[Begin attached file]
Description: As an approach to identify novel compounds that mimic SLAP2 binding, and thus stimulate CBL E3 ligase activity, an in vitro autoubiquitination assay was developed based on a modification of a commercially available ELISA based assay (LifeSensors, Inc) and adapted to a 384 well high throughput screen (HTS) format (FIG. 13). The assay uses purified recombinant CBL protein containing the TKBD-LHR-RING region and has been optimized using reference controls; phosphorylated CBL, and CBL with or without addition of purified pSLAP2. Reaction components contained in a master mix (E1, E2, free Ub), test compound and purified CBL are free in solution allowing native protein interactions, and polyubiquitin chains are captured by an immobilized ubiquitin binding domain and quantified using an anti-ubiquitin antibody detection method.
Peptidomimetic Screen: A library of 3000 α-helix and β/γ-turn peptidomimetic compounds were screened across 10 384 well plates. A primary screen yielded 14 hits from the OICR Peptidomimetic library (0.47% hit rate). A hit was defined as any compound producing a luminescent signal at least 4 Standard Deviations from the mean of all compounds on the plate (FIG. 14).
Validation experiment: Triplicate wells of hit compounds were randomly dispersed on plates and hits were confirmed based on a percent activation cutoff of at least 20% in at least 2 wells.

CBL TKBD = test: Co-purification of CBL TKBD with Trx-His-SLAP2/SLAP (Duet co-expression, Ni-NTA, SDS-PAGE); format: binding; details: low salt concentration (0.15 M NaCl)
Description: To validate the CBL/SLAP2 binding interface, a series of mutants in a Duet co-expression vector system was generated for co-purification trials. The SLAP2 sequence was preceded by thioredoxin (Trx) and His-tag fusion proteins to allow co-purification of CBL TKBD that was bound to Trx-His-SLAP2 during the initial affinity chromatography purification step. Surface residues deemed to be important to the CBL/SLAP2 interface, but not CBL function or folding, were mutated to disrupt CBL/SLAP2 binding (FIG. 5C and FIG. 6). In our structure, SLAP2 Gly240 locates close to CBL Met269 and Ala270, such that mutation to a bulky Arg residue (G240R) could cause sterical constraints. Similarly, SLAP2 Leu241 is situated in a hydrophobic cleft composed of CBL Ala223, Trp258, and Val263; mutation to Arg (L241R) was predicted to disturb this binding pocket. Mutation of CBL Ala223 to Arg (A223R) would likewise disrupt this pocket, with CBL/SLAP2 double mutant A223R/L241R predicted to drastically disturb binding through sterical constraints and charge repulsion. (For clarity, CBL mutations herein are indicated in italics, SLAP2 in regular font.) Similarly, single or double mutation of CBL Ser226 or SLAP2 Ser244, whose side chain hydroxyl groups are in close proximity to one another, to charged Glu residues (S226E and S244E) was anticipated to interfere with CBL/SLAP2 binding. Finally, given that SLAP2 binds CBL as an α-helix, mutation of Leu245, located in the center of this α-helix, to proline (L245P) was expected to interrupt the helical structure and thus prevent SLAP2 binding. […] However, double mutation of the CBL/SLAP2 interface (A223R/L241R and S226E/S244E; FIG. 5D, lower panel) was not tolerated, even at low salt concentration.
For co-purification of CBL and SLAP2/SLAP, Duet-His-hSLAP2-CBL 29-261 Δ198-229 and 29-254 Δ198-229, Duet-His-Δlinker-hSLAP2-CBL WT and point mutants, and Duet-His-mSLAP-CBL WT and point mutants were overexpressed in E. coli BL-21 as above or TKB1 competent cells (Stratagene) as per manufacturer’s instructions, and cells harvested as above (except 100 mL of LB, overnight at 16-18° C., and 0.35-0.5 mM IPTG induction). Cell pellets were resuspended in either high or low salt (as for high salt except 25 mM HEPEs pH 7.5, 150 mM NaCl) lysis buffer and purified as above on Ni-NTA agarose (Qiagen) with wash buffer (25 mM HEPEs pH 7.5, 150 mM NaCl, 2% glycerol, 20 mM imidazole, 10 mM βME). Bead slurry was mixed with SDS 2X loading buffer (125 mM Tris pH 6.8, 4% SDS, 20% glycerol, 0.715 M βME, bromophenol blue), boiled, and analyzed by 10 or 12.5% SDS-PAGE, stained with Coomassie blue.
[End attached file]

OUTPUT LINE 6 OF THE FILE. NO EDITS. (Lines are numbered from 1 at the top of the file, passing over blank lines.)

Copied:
For co-purification of CBL and SLAP2/SLAP, Duet-His-hSLAP2-CBL 29-261 Δ198-229 and 29-254 Δ198-229, Duet-His-Δlinker-hSLAP2-CBL WT and point mutants, and Duet-His-mSLAP-CBL WT and point mutants were overexpressed in E. coli BL-21 as above or TKB1 competent cells (Stratagene) as per manufacturer’s instructions, and cells harvested as above (except 100 mL of LB, overnight at 16-18° C., and 0.35-0.5 mM IPTG induction). Cell pellets were resuspended in either high or low salt (as for high salt except 25 mM HEPEs pH 7.5, 150 mM NaCl) lysis buffer and purified as above on Ni-NTA agarose (Qiagen) with wash buffer (25 mM HEPEs pH 7.5, 150 mM NaCl, 2% glycerol, 20 mM imidazole, 10 mM βME). Bead slurry was mixed with SDS 2X loading buffer (125 mM Tris pH 6.8, 4% SDS, 20% glycerol, 0.715 M βME, bromophenol blue), boiled, and analyzed by 10 or 12.5% SDS-PAGE, stained with Coomassie blue.